Grace O’Malley, the Pirate Queen of Ireland

Grace O’Malley, the 16th Century Pirate Queen of Ireland

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Grace O'Malley was Queen of Umaill, chieftain of the O Maille clan, rebel, seafarer, and fearless leader, who challenged the turbulent politics of 16 th century England and Ireland. While Irish legends have immortalised Grace as a courageous woman who overcame boundaries of gender imbalance and bias to fight for the independence of Ireland and protect it against the English crown, to the English, she was considered a brutal and thieving pirate, who controlled the coastlines through intimidation and plunder.

Grace O’Malley was born in Ireland in around 1530, as a daughter of the wealthy nobleman and sea trader Owen O'Malley. Upon his death, she inherited his large shipping and trading business. From her earliest days, she rejected the role of the sixteenth century woman, instead embracing the life on the sea with the fleet of O'Malley trading ships.  The income from this business, as well as land inherited from her mother, enabled her to become rich and somewhat powerful. 

During a time when Ireland was ruled by dozens of local chieftains, O’Malley— also known in legends as Granuaile —commanded hundreds of men and some 20 ships in raids on rival clans and merchant ships. She also ran afoul of government officials, who made repeated attempts to curb her activity.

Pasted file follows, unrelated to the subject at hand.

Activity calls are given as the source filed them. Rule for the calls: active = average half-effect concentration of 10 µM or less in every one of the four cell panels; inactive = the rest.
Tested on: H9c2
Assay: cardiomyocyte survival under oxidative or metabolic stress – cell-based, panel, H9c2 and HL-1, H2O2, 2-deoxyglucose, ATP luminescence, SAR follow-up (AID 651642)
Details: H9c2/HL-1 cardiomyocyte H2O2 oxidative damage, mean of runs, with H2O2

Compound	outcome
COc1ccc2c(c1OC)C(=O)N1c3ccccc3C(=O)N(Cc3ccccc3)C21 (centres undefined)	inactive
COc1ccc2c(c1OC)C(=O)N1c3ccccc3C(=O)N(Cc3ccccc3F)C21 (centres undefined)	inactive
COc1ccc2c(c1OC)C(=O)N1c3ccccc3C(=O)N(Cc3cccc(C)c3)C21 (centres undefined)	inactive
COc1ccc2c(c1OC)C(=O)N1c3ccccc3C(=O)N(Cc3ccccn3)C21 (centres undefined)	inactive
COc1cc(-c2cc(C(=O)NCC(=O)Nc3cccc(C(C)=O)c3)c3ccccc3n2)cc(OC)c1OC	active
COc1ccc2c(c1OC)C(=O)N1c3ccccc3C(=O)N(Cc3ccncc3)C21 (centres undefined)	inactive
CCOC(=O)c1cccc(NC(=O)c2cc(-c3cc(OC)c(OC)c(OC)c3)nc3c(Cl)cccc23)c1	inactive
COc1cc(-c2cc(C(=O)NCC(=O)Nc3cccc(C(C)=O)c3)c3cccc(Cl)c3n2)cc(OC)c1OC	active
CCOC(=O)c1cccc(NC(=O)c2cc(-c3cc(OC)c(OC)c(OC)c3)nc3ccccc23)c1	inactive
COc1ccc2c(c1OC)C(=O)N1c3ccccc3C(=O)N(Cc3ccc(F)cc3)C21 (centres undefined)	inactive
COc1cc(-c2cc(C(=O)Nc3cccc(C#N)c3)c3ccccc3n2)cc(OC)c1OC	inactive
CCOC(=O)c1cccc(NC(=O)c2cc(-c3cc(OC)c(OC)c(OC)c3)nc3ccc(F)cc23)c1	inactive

Under the policies of the English government at the time, the semi-autonomous Irish princes and lords were left mostly to their own devices. However this was to change over the course of O'Malley's life as the Tudor conquest of Ireland gathered pace and more and more Irish lands came under their rule. 

The O'Malleys were one of the few seafaring families on the west coast, and they built a row of castles facing the sea to protect their territory.  From their base at Rockfleet Castle, they reportedly attacked ships and fortresses on the shoreline, plundered Scotland’s outlying islands, and taxed all those who fished off their coasts, which included fishermen from as far away as England. O'Malley's ships would stop and board the traders and demand either cash or a portion of the cargo in exchange for safe passage the rest of the way to Galway. Resistance was met with violence and even murder.

Artist’s depiction of Grace O’Malley

Artist’s depiction of Grace O’Malley. Credit: Anton Batov .

Ambitious and fiercely independent, her exploits eventually became known through all of Ireland and England. By March, 1574, the English felt they could no longer ignore her ‘predatory sieges’, so a force of ships and men laid siege to O’Malley in Rockfleet Castle. Within two weeks, the Pirate Queen had turned her defence into an attack and the English were forced to make a hasty retreat. But such victories could not go on forever. The English had been changing the traditional laws of Ireland, outlawing the system of electing chieftains, and O’Malley was a threat to their aims.

At the age of 56, O’Malley was finally captured by Sir Richard Bingham, ruthless governor that was appointed to rule over Irish territories. She closely escaped death sentence, and over the course of time her influence, wealth and lands faded, until the brink of poverty. After hearing about the capture of her brother and son, O’Malley petitioned the Crown for redress, and then set sail for England. During a historic 1593 meeting with Queen Elizabeth I, she somehow managed to convince her to free her family and restore much of her lands and influence.